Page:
Regret. We All Need a Little More of It…wait. What?

I recently listened to Brené Brown’s Dare to Lead Podcast, Brené with Dan Pink on The Power of Regret. In the interview, she asks Dan Pink about the research he did for his newest book, The Power of Regret: How Looking Backward Moves Us Forward. It was one of the best interviews/podcasts I’ve heard in a while. I’ve ordered the book and can’t wait to share more of what learn from reading it. Until then, I’ve got something else to share. 

After finishing the podcast, I went straight to YouTube looking for more of Dan’s takeaways from his research and I came across the video below.  It’s a summary of some of his key findings and it’s fascinating. I encourage you to watch the video for yourself, but first I want to share why Dan’s research is so helpful to those of us in our 40s, trying to make sense of where we are in life. 

After scouring the data Dan found 4 major regrets that he said all people share, regardless of race, gender, nationality, etc. They are Foundation Regrets, Boldness Regrets, Moral Regrets, and Connection Regrets

Foundation Regrets

These are the regrets we all have when we realize we could’ve done more to lay a solid foundation for our future, back when we were younger. If you’re in a place where finances cause you stress, you’ve probably asked yourself, why didn’t I start saving money sooner? Or maybe you’ve had some health-related issues that could’ve been prevented by better choices 10 years ago. And if you find yourself looking for a new career at 40, you’ve probably questioned your past choices and had that moment where you wish you would’ve taken school more seriously.  

We all look back on the time we wasted when we were young and think, “If only I’d done the hard work then” I’d be in such a better place now.

Boldness Regrets

We can all think back on a time when we wish we had been more bold. Whether it’s that person we wish we’d asked out on a date but were too shy. Or that business idea we had but were too afraid to take the risk to venture out on our own. It’s also the situations where we wish we would have asserted ourselves more, where we know we should have spoken up.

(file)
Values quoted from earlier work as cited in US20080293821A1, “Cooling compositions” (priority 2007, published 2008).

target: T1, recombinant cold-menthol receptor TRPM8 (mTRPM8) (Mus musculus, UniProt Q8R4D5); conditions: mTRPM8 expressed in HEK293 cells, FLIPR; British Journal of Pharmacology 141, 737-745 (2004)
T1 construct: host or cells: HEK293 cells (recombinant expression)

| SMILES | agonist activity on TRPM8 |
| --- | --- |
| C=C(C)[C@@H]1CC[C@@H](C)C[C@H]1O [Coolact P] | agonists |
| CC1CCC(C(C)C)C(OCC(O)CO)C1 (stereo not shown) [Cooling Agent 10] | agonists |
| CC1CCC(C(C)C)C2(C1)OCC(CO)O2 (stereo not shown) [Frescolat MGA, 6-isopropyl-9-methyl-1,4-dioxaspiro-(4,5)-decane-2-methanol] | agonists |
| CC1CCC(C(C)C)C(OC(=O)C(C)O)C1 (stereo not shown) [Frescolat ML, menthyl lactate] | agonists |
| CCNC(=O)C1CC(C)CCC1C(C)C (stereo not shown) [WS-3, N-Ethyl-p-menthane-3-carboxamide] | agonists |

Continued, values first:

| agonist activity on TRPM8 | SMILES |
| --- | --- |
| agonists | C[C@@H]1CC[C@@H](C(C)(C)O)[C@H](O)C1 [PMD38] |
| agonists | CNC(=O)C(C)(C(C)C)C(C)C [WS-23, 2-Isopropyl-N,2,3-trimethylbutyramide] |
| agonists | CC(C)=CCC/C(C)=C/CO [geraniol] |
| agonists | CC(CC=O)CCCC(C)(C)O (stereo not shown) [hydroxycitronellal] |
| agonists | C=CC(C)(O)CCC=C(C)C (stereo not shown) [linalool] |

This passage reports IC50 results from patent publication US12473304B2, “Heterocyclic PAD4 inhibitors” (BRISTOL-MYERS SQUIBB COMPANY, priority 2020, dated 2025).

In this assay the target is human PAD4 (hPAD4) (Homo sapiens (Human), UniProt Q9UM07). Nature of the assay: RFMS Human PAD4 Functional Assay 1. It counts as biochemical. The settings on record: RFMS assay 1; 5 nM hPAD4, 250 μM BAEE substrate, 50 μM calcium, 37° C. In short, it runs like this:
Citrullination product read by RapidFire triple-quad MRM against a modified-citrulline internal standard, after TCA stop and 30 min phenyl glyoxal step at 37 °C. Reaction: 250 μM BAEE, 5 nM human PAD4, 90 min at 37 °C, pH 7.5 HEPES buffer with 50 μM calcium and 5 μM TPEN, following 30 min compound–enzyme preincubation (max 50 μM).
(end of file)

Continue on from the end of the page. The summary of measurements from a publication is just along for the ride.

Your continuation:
In life, we can play it safe, or we can take the chance. Dan says that these boldness regrets are the moments we look back on and say, ”If only I’d taken the chance.”

Moral Regrets

How many times in life have you been at a juncture when you had to choose between doing the right thing or the wrong thing? Most times the right thing is the harder thing to do, but we still know it’s what we should choose. And yet, sometimes we take the easy way out and make a bad decision. 

These are the moral regrets. Whether we stole something, didn’t stand up for the kid being bullied, cheated on that test, or even worse, a spouse. These are the moments in life we look back on and wish, “if only I’d done the right thing.”


Connection Regrets

The final one, Dan argues, is the most difficult. These connection regrets are most painful because they involve the people we love. We all need love and connection. So, when these things break down, it’s hard. And yet we’ve all felt these regrets when we don’t spend as much time with our parents or siblings as we should, or when old friendships drift apart, or for others when a marriage fails. 

Dan says these are the moments where we think about reaching out to someone but then tell ourselves the lies that they don’t care about us, they’re too busy for us, and wouldn’t want to hear from us anyway. He says, make the call, or go and visit. If you don’t, you’ll be saying to yourself, “If only I’d reached out.”

Regrets. the Photo Negatives of the “Good Life”

As Dan worked through the data, noticing patterns, he made an insightful connection.  He pointed out that these 4 Regrets act as a photographic negative of the “good life” we all long for. If we can come to a better understanding of the things we regret the most, we have a clearer picture of what they value the most!

So, instead of buying into the common misperception that regrets are a bad thing, I’m arguing along with Dan Pink, for a new approach. I think we should lean into our regrets, reflecting on why we have them, and then use those insights to help us more clearly see and focus our attention on the things we value the most. 

If we start this work now, our future selves will thank us. Instead of looking back and saying, “No regrets,” we’ll be able to reflect with thankfulness on the lessons our regrets have taught us. 

2 thoughts on “Regret. We All Need a Little More of It…wait. What?”

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